Exclusion compliant (Yes/No): Yes

Function details: Fix the |state= (and |type= in the {{WikiProject U.S. Roads}} as follows:

  • \| *type *= *CR *\| *state *= *(NY|FL)-CRTF|type=CR|state=$1
  • \| *state *= *(NY|FL)-CRTF(?: *\| *type *= *CR)?|state=$1|type=CR

This bot will also use the custom module User:Magioladitis/WikiProjects to standardize the WikiProject names and use AWB's general fixes. Thank you for your consideration. GoingBatty (talk) 05:04, 17 March 2023 (UTC)Reply[reply]


Operator: Eejit43 (talk · contribs · SUL · edit count · logs · page moves · block log · rights log · ANI search)

Time filed: 00:23, Tuesday, March 14, 2023 (UTC)

Automatic, Supervised, or Manual: automatic

Programming language(s): AutoWikiBrowser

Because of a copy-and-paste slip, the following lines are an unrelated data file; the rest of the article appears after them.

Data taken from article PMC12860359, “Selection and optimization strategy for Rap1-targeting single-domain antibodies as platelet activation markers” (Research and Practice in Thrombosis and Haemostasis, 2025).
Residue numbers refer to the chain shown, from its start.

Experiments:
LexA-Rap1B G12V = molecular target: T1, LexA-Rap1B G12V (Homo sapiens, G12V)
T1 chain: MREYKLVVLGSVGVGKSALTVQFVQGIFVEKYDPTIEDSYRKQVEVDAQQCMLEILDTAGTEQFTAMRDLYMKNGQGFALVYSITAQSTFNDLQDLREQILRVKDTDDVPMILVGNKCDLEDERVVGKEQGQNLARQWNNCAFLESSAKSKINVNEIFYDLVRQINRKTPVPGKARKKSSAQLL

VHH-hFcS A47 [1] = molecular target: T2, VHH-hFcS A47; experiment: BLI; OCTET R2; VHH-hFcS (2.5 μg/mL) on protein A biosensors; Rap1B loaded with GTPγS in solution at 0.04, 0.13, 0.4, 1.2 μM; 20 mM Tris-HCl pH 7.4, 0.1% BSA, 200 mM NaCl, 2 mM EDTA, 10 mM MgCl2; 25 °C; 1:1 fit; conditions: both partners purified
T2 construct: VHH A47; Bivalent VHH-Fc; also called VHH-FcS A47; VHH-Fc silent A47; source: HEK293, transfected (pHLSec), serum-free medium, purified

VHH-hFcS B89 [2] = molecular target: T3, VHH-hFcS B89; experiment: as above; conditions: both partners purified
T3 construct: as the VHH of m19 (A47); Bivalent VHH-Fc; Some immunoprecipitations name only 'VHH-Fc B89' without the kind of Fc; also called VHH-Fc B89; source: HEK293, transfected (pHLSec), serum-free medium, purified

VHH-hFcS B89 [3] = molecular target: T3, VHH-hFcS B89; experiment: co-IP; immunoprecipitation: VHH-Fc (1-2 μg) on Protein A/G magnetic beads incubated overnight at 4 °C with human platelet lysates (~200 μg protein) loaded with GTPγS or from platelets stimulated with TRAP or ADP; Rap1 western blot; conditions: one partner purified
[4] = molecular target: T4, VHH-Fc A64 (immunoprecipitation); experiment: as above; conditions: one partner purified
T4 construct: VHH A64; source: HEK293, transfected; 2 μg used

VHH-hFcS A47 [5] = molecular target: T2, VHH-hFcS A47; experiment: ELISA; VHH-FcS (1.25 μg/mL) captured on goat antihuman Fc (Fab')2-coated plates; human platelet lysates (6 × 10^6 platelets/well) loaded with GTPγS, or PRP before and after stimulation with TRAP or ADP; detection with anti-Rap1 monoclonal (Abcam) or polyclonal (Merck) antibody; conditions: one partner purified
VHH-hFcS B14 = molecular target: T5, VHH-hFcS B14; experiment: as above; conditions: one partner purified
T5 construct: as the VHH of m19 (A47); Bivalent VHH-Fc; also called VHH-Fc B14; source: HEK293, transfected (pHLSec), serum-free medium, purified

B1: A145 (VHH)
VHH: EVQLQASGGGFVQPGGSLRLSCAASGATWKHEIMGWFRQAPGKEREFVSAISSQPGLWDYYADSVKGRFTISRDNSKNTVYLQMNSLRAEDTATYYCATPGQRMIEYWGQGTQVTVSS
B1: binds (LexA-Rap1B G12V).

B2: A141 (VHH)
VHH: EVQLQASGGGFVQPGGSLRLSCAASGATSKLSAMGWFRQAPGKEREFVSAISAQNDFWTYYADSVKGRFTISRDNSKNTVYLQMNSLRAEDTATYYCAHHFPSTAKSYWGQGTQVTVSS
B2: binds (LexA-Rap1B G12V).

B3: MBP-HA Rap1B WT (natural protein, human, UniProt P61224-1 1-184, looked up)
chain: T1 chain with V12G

Source code available: N/A (AWB)

Function overview: Replaces non-plural section headers to plurals.

Links to relevant discussions (where appropriate):

Edit period(s): One time run

Estimated number of pages affected: ~2,300+

Exclusion compliant (Yes/No): No

Already has a bot flag (Yes/No): No

Function details: This task will use AWB to change article headers of "External link" to "External links", per MOS:LAYOUTEL, and "Reference" to "References". It will also run AWB's general fixes.


I've updated this request to include "Reference" --> "References". While I doubt it does, if this needs to be a separate request please let me know. ~ Eejit43 (talk) 00:50, 14 March 2023 (UTC)Reply[reply]

Operator: Qwerfjkl (talk · contribs · SUL · edit count · logs · page moves · block log · rights log · ANI search)

Time filed: 11:38, Saturday, March 11, 2023 (UTC)

Automatic, Supervised, or Manual: automatic

Programming language(s): AWB or Bandersnatch

Source code available: Regex

Function overview: Change colour schemes for weather timelines.